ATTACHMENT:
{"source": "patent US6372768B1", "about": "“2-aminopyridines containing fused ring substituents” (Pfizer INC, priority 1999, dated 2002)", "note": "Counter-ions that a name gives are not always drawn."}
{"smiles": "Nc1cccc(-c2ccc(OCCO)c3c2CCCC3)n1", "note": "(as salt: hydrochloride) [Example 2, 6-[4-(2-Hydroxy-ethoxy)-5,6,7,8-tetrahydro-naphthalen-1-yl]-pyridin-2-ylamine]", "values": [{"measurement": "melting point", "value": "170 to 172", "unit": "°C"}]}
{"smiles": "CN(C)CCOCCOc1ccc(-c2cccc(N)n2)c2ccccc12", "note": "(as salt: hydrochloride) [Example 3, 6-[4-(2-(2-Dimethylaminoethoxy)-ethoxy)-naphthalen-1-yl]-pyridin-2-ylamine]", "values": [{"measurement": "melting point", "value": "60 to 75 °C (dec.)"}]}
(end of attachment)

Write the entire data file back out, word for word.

{"source": "patent US6372768B1", "about": "“2-aminopyridines containing fused ring substituents” (Pfizer INC, priority 1999, dated 2002)", "note": "Counter-ions that a name gives are not always drawn."}
{"smiles": "Nc1cccc(-c2ccc(OCCO)c3c2CCCC3)n1", "note": "(as salt: hydrochloride) [Example 2, 6-[4-(2-Hydroxy-ethoxy)-5,6,7,8-tetrahydro-naphthalen-1-yl]-pyridin-2-ylamine]", "values": [{"measurement": "melting point", "value": "170 to 172", "unit": "°C"}]}
{"smiles": "CN(C)CCOCCOc1ccc(-c2cccc(N)n2)c2ccccc12", "note": "(as salt: hydrochloride) [Example 3, 6-[4-(2-(2-Dimethylaminoethoxy)-ethoxy)-naphthalen-1-yl]-pyridin-2-ylamine]", "values": [{"measurement": "melting point", "value": "60 to 75 °C (dec.)"}]}